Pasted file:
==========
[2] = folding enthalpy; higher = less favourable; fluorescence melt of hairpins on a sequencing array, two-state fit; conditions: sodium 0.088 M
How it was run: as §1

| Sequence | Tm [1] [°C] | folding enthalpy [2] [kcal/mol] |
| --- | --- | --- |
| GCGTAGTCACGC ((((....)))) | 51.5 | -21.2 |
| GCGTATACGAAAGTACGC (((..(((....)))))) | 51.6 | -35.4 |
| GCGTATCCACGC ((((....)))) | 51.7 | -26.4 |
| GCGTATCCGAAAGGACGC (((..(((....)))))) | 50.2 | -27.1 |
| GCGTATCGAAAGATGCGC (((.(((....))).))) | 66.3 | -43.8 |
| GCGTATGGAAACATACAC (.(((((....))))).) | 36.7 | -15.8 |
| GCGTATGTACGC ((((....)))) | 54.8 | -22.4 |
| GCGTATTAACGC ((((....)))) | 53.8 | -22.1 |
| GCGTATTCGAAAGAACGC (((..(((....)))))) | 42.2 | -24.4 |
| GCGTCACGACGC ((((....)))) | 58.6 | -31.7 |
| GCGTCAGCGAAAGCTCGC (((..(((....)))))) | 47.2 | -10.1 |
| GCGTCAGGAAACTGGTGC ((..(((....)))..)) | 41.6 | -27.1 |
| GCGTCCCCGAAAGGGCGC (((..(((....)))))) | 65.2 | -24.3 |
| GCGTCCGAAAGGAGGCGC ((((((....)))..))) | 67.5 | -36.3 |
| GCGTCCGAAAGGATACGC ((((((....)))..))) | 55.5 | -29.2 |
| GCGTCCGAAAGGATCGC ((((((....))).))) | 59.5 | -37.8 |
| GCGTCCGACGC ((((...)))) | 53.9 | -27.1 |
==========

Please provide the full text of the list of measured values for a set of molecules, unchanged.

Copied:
[2] = folding enthalpy; higher = less favourable; fluorescence melt of hairpins on a sequencing array, two-state fit; conditions: sodium 0.088 M
How it was run: as §1

| Sequence | Tm [1] [°C] | folding enthalpy [2] [kcal/mol] |
| --- | --- | --- |
| GCGTAGTCACGC ((((....)))) | 51.5 | -21.2 |
| GCGTATACGAAAGTACGC (((..(((....)))))) | 51.6 | -35.4 |
| GCGTATCCACGC ((((....)))) | 51.7 | -26.4 |
| GCGTATCCGAAAGGACGC (((..(((....)))))) | 50.2 | -27.1 |
| GCGTATCGAAAGATGCGC (((.(((....))).))) | 66.3 | -43.8 |
| GCGTATGGAAACATACAC (.(((((....))))).) | 36.7 | -15.8 |
| GCGTATGTACGC ((((....)))) | 54.8 | -22.4 |
| GCGTATTAACGC ((((....)))) | 53.8 | -22.1 |
| GCGTATTCGAAAGAACGC (((..(((....)))))) | 42.2 | -24.4 |
| GCGTCACGACGC ((((....)))) | 58.6 | -31.7 |
| GCGTCAGCGAAAGCTCGC (((..(((....)))))) | 47.2 | -10.1 |
| GCGTCAGGAAACTGGTGC ((..(((....)))..)) | 41.6 | -27.1 |
| GCGTCCCCGAAAGGGCGC (((..(((....)))))) | 65.2 | -24.3 |
| GCGTCCGAAAGGAGGCGC ((((((....)))..))) | 67.5 | -36.3 |
| GCGTCCGAAAGGATACGC ((((((....)))..))) | 55.5 | -29.2 |
| GCGTCCGAAAGGATCGC ((((((....))).))) | 59.5 | -37.8 |
| GCGTCCGACGC ((((...)))) | 53.9 | -27.1 |